All grains contain peptides that mimic morphine or endogenous opioid substances. This is where I deal with my latest loaf craving. Get your bread-based exorphin fix here.

Friday, August 10, 2012

A loaf to take camping: 25% rye, 75% ww loaf

Last bread baked at home before holidays:
25% rye, 75% ww loaf

This 80% hydrated bread has 5% wheat germ, and is made with sourdough starter.  The oven temperature was different: I kept it at 500 degrees for the first 15 minutes, then backed it off to 425 degrees.  After 5 minutes at this lower temperature, I pulled the lids off the dutch ovens, and continued baking for 20 more minutes.

The dough was mixed late at night, and stretched/turned 3 times after adding the salt before I placed it in the refrigerator.  It was brought out of the fridge in the morning, and allowed to sit only 30 minutes before another stretch/turn -- the dough was still cool to touch.  After a second stretch/turn, it was divided and placed in bannetons to rise.  Total proofing time once it hit the basket was 2 hours and 20 minutes.


Curious Fact about Rye
I've been dipping into Sandor Katz's new book, "The Art of Fermentation: An In-Depth Exploration of Essential Concepts and Processes from Around the World," and I highly recommend it -- but then, I also loved his earlier book, "Wild Fermentation."  The books do have some overlap, but in the newer book, Katz goes even deeper into varied techniques.

Discussing how humans and plants have "co-evolved with bacterial symbionts," Katz gives the following fact about rye plants that is sure to awe:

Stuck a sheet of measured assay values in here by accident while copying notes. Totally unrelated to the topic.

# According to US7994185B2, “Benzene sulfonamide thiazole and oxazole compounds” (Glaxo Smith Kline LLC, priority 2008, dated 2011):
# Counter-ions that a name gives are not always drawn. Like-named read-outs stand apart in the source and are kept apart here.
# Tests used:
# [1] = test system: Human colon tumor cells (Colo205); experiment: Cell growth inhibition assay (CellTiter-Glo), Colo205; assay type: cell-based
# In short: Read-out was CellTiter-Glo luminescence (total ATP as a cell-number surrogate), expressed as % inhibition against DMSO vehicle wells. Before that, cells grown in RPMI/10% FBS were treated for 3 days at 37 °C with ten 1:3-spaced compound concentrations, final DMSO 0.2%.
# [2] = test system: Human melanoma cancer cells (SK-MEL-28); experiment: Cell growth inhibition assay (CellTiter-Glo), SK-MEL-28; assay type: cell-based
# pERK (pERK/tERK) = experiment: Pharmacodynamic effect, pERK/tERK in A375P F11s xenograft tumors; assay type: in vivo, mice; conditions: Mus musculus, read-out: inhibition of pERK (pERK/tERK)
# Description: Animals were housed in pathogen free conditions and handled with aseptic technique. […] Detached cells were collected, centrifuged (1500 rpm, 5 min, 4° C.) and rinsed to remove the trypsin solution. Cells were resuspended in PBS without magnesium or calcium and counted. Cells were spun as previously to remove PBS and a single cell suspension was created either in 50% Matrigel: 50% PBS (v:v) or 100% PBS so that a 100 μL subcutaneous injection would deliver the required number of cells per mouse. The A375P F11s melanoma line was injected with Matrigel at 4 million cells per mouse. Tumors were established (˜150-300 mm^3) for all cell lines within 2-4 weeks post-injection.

"Roots and their surfaces for soil interaction are actually far more elaborate than meets the eye.  A single rye plant, growing but a season, has millions of rootlets, altogether running an estimated 680 miles/ 1,094 km, and each of the rootlets is covered with still smaller root hairs, numbering in the billions on each plant, altogether running 6,600 miles / 10,600 km.  All these microscopic hairs release exudates into the soil, highly regulated excretions including sugars, amino acids, enzymes, and many other nutrients and unique chemical compounds, creating a very selective environment in which they 'literally call the proper bacteria to the area where [the plant] is growing…"

This simply reminds me of the facts we learn in anatomy, when we take up the topic of the human gut: how the intestinal folds are coated with villi, which are in turn composed of microvilli -- all designed to increase the surface area of the gut membranes, to allow passage of more nutrients from digested food.  The villi and microvilli together increase the surface area of the gut to about 100 times the surface area of the entire body's skin surface.

I'd like to learn a lot more about the human gut, and especially how it digests grains.  I have heard it suggested that some parts of some grains will somehow join with the villi and microvilli and allow passage of some rather unexpectedly large molecules into the lymph and bloodstream -- perhaps through enlarged ion channels.

There are a lot of mysteries in the human gut, and obviously a lot of mysteries in the soil beneath our feet in the fields where grains are grown.

This loaf
was excellent.  I took both loaves with me when I went camping, and didn't require any other bread for several days.

camp toast

Notes to Myself
  • Research more on the gut and how grains are digested. What molecules are involved? How is grain broken apart by the body's enzymes? Get into some specifics about how the parts of grain embed themselves in the microvilli -- if indeed this is true. How would you find out? Does it occur in all people, or just in the ones who can't tolerate gluten? What molecules pass through the brush border of the gut? What molecules don't?
  • Become more knowledgeable about the sizes of the microscopic world around you. Become familiar with the sizes of molecules and cells.

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